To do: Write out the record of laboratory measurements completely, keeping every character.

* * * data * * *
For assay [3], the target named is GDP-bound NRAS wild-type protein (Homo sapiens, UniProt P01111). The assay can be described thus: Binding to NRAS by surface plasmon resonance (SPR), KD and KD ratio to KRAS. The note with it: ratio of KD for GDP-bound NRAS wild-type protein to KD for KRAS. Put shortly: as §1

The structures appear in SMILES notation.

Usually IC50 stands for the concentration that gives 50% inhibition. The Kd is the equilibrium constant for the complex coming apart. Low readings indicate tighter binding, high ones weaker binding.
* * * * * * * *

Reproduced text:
For assay [3], the target named is GDP-bound NRAS wild-type protein (Homo sapiens, UniProt P01111). The assay can be described thus: Binding to NRAS by surface plasmon resonance (SPR), KD and KD ratio to KRAS. The note with it: ratio of KD for GDP-bound NRAS wild-type protein to KD for KRAS. Put shortly: as §1

The structures appear in SMILES notation.

Usually IC50 stands for the concentration that gives 50% inhibition. The Kd is the equilibrium constant for the complex coming apart. Low readings indicate tighter binding, high ones weaker binding.